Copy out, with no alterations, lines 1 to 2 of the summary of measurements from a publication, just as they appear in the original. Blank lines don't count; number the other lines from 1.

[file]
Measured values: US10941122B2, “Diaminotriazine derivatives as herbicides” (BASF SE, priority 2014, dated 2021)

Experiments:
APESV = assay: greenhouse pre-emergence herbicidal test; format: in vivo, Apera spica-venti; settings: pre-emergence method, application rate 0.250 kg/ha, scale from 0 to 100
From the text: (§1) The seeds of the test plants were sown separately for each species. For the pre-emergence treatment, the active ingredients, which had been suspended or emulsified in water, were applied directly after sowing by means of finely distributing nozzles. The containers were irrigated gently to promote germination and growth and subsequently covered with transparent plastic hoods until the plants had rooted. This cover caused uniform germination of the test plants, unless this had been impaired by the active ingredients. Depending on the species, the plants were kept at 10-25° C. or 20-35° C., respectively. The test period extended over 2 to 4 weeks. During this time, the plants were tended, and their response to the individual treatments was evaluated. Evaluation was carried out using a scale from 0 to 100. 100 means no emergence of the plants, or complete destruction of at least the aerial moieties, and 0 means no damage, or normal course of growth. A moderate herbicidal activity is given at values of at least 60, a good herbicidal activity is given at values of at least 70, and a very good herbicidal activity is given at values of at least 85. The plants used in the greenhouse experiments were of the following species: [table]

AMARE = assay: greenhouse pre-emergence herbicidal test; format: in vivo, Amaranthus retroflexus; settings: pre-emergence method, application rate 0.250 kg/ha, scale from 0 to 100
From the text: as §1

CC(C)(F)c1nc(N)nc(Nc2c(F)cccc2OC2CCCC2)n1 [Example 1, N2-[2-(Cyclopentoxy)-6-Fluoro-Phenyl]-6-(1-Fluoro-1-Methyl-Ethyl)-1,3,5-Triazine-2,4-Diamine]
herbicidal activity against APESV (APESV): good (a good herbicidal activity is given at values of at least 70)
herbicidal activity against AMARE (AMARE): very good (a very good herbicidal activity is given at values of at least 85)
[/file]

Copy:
Measured values: US10941122B2, “Diaminotriazine derivatives as herbicides” (BASF SE, priority 2014, dated 2021)

Experiments: